Trump delays more tariffs on China in hopes of a trade deal
Medicare-for-all: Rep. Pramila Jayapal's new bill, explained.
Related: Ryan Grim::
The special interests behind Rep. Pramila Jayapal's Medicare for All
bill are not the usual suspects.
Socialism and the self-made woman: "What Ivanka Trump doesn't know
about social mobility."
O.K., this was world-class lack of self-awareness: It doesn't get much
better than being lectured on self-reliance by an heiress whose business
strategy involves trading on her father's name. But let's go beyond the
personal here. We know a lot about upward mobility in different countries,
and the facts are not what Republicans want to hear. . . .
Look, Ms. Trump is surely right in asserting that most of us want
a country in which there is the potential for upward mobility. But the
things we need to do to ensure that we are that kind of country -- the
policies that are associated with high levels of upward mobility around
the world -- are exactly the things Republicans denounce as socialism.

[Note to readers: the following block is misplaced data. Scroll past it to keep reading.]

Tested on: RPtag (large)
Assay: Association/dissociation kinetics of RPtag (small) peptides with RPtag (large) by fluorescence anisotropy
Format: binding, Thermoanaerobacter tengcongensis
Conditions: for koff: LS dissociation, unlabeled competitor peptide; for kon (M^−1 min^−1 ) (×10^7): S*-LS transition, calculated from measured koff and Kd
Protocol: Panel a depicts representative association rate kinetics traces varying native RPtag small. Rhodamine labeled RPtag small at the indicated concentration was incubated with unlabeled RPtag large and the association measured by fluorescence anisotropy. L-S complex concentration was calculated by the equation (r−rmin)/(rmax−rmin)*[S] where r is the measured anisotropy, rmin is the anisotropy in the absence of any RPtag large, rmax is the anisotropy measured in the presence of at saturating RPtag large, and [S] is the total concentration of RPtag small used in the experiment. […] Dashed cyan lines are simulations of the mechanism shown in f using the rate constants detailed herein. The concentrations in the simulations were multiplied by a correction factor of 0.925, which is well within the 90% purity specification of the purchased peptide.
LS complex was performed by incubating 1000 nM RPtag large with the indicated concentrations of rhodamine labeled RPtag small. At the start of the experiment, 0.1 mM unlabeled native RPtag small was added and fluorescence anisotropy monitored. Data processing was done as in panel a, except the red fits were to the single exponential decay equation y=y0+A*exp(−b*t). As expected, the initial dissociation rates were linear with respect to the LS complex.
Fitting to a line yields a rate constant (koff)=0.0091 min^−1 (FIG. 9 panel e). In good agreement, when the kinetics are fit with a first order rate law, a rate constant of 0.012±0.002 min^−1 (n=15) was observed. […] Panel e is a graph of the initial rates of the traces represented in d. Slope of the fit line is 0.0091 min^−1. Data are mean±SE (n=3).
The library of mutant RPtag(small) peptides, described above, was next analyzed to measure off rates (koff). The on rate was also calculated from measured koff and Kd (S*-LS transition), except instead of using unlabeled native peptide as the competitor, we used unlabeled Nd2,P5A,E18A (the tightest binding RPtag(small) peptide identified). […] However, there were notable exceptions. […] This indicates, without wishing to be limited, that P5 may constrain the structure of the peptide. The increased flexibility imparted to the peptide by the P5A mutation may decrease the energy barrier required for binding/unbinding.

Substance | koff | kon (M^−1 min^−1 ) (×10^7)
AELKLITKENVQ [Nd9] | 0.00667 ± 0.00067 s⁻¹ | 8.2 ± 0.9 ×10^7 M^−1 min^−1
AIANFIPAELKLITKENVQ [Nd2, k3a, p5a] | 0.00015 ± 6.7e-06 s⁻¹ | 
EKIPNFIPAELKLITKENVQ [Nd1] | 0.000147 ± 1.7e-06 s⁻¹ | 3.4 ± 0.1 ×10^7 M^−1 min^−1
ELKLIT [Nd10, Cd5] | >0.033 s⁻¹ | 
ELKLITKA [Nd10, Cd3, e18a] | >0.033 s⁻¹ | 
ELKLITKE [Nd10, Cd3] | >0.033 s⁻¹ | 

Running the Democratic primary through 'Trump Country' is the road to
defeat: "Yes, we're looking at you, Bernie Sanders." Basically says
don't waste your breath on the deplorables, or anyone else who lives
in parts where they're statistically significant -- in effect, arguing
that demography is destiny, and going even further than Clinton in
admitting that Democrats have nothing to offer people who aren't part
of their focus groups. Dismisses Sanders as "just the most prominent
white man in the race right now." Adds that: "Both Trump and Sanders
campaigns could be read as promising to put a white man 'back on top,'
where he always thinks he belongs." As if any differences between the
two pale in comparison to checking a couple of boxes on census forms.
Survival of the richest: "All are equal, except those who aren't."
Why has it taken us so long to see Trump's weakness? Robin blames